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                Bree,Tyler, & Maxwell Smart
                   Volunteer Therapy Dogs


Therapy Dogs Bree and Tyler, unrelated Golden Retrievers, played an indispensable role in our shelter program, offering vital comfort and companionship to those grappling with homelessness. Unfortunately, Bree passed away after courageously battling cancer. In her place, Maxwell Smart, a Newfoundland/Golden Retriever mix, has joined the team.

Family Promise of Warren County staff, dedicated to supporting individuals, families, and children, witnessed Bree and Tyler's ability to provide a profound and comforting distraction. The unique bond forged between therapy dogs and humans has demonstrated tangible benefits, including cardiovascular health improvements and stress level reductions.

Emphasizing the distinction between therapy dogs and service dogs is crucial. Bree and Tyler, as certified therapy dogs, delivered comfort without the specific services provided by service dogs. While service dogs undergo specialized training and enjoy legal rights, therapy dogs play an invaluable role for applicants facing the traumatic experience of homelessness.

Max follows in Bree's compassionate footsteps, warmly greeting applicants for homelessness prevention, diversion, and re-housing services. All rescued from homelessness, Bree, Tyler, and Maxwell Smart epitomize their role at Family Promise of Warren County by providing unparalleled comfort, instilling confidence, and offering crucial companionship to those in need.

Here are some of the positive impacts that therapy dogs can have on trauma victims:

  • Emotional Support: Therapy dogs provide unconditional love, comfort, and companionship, offering emotional support for traumatized individuals.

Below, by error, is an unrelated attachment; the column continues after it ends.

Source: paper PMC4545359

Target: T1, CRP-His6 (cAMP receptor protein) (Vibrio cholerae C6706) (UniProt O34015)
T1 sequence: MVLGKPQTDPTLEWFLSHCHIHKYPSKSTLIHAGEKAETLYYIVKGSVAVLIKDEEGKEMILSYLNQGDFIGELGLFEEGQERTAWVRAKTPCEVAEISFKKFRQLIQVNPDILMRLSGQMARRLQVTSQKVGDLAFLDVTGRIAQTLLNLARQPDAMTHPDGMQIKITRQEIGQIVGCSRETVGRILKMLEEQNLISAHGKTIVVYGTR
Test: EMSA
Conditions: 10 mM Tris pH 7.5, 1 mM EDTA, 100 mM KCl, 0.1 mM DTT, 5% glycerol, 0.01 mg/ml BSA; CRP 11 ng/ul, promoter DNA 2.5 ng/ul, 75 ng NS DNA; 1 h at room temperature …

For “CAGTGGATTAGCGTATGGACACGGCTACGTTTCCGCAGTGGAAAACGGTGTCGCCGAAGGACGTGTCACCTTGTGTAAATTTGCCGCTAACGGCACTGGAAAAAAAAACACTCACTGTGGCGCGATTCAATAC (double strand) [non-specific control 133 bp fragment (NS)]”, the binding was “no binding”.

• Reduced Anxiety and Stress: Interacting with therapy dogs has been shown to reduce anxiety and stress levels. The calming presence of a dog can help regulate emotions and create a sense of safety.

  • Improved Mood: Petting and spending time with therapy dogs release endorphins, known as "feel-good" hormones. This can lead to an overall improvement in mood for trauma victims.

  • Enhanced Relaxation: The physical presence of therapy dogs often leads to decreased physiological indicators of stress, such as lowered heart rate and blood pressure, promoting a state of relaxation.

  • Distraction from Traumatic Thoughts: Therapy dogs serve as a positive distraction, diverting attention away from intrusive or distressing thoughts associated with trauma.

  • Increased Social Interaction: Interacting with therapy dogs can facilitate social interactions, encouraging individuals who may be withdrawn or isolated due to trauma to engage more with others.

  • Encouragement of Physical Activity: Taking therapy dogs for walks or engaging in playful activities encourages physical movement, promoting a healthier lifestyle and contributing to overall well-being.

  • Enhanced Communication: For individuals who may find it challenging to express their emotions verbally, non verbal communication with therapy dogs can serve as a bridge, making it easier to connect with others.

  • Sense of Security: The presence of a therapy dog can provide a sense of security and comfort, particularly for those who have experienced trauma-related fears and insecurities.

  • Promotion of Trust and Empathy: Building a connection with a therapy dog can foster trust and empathy, essential elements in trauma victims' healing process.

Mollie, our first therapy dog
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